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Dry Bulk Market: Capesizes Struggle for Traction

Capesize

Closing out the first full trading week of 2020, the Capesize market is struggling to gain any solid positive upward traction. Opening the week at $10,825, the Capesize 5TC fell away to $9,020, before staging a small rally to close Friday at $9,438. The Pacific Basin fared much worse than the Atlantic, voyage rates were under strong pressure earlier on, with owners coming close to zero on earnings. Geopolitical troubles in the Middle East kept fuel prices strong adding to the cost woes for owners in this post-IMO 2020 era. High very low sulphur fuel spreads now range north of $300 in Singapore. Rates for transatlantic routes were seen to hold up better with tonnage to cargo ratios at healthier levels, the C8 ending the week at $14,500. Backhaul C16 was seen to take continual losses throughout the week closing Friday at -$4,000 as owners look to invest in re-positioning their vessel into the Atlantic.

Panamax

An active week with healthy volumes of fixing, particularly in the Atlantic, with East Coast South America grain demand for end January/beginning February shipment dates supporting the market here. There was limited transatlantic activity, but at the start of the week an 82,000dwt ship was able to achieve $12,000 for a trip via the Baltic to the Continent. On longer duration trips, an 82,000dwt vessel agreed $14,000 delivery North Coast South America for a transatlantic round. The highlight from East Coast South America to the Far East was a very nicely described 82,000dwt ship achieving $14,750 plus $475,000 ballast bonus. Conversely at the lower-end, a similar sized ship only achieved $13,100 plus a $310,000 ballast bonus. In Asia there was limited activity from the North Pacific and with Australian exports appearing slower rates continued to fall. A 75,000dwt ship was fixed for an Indonesian round trip delivery, arrival Indonesia, at $5,250 plus $55,000 ballast bonus. An 81,000dwt vessel was able to achieve a notable $7,500 for a North Pacific round with petroleum coke involved.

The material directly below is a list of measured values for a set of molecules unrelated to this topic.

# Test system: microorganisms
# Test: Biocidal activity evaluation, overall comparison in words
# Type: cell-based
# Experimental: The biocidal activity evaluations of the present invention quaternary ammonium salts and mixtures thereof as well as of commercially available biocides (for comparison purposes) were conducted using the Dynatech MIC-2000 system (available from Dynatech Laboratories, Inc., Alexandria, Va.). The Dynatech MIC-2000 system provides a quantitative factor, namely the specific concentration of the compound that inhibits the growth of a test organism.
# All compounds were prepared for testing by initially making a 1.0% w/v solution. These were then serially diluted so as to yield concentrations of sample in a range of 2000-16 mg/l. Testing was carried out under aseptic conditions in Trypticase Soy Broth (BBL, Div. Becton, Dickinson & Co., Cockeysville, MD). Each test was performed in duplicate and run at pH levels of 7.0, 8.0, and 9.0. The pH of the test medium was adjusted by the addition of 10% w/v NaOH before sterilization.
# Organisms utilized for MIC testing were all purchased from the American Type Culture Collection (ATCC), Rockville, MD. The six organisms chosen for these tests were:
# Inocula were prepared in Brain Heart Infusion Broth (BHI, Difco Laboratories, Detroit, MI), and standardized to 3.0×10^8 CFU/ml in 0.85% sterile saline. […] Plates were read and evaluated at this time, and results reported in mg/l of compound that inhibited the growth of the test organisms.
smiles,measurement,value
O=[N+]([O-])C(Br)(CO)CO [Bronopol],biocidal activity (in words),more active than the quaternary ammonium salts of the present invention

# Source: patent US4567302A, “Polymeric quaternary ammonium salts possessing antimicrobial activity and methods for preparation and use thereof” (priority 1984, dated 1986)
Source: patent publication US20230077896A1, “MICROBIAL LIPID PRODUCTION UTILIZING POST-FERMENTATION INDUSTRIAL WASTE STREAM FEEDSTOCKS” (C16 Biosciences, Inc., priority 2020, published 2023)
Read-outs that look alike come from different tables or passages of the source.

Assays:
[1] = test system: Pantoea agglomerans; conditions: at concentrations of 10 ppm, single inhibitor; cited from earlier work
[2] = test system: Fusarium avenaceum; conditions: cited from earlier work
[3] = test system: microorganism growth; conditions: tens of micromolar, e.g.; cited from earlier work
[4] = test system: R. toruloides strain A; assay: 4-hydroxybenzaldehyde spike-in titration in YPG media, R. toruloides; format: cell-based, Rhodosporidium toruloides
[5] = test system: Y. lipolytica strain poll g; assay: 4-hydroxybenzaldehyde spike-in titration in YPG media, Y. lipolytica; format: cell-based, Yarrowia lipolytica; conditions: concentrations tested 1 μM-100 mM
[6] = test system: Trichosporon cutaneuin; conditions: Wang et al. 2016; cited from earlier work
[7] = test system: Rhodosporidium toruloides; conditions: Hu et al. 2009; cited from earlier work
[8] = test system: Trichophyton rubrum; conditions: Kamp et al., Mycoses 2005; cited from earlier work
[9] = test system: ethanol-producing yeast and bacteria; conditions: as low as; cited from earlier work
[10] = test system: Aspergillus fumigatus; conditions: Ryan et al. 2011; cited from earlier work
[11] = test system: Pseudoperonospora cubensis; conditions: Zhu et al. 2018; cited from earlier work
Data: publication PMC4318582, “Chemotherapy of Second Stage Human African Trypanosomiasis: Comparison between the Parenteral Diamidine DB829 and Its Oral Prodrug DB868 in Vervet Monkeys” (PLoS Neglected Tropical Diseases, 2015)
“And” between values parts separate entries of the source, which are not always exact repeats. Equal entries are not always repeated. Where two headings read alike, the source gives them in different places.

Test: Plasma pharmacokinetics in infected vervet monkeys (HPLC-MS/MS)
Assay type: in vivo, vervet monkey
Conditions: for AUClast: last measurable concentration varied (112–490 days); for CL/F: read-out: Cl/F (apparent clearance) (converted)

Supramax/Ultramax

A dramatic difference from this time last year, with the Baltic Supramax Index (BSI) closing the first week at 570, whilst in 2019 it was 946. Many said the Atlantic remained uninspiring. From East Coast South America, a 53,000dwt vessel rumoured fixed delivery Recalada for a transatlantic run in the mid $9,000s. From the US Gulf, a 63,000dwt ship was reported fixed for a trip to the Mediterranean in the mid $18,000s with petroleum coke. A 60,200dwt ship was also fixed from the area for a trip to Southeast Asia in the low $18,000s. The Asia market had a poor start to the year, with a lot of prompt tonnage. Ultramaxes seeing in the $7,000s for Australian rounds, whilst for Indonesia coal runs, a 58,000dwt ship was rumoured fixed delivery Kalimantan, redelivery West Coast India, in the $4,000s. The Indian Ocean also lacked support, a 55,000dwt ship fixing delivery Mongla trip, via East Coast India, to China in the high $3,000s.

Handysize

First week back for many was not inspiring, with rates in many areas under negative pressure. The Baltic Handysize Index (BHSI) started the week at 443 to close at 408. In the Atlantic it was a mixed bag, a 35,000dwt ship fixing delivery East Coast South America, redelivery West Coast South America, in the mid $16,000s. Whilst from the Mediterranean, a 33,700dwt ship was reported fixed delivery Canakkale trip via the Black Sea, redelivery Tunisia, in the low $4,000s. The Asian Basin remained in the doldrums, with routes throughout the week losing ground. A 28,000dwt ship rumoured fixed delivery Japan trip South East Asia at $5,500. As the week closed, a 35,000dwt vessel was rumoured fixed from the Far East to the Mediterranean basis bunkers only. The Indian Ocean saw a bit of activity, a 32,200dwt vessel was fixed delivery Karachi, redelivery South East Asia, in the mid $7,500s. Market participants looking firmly forward to see instability remains.
Source: The Baltic Briefing

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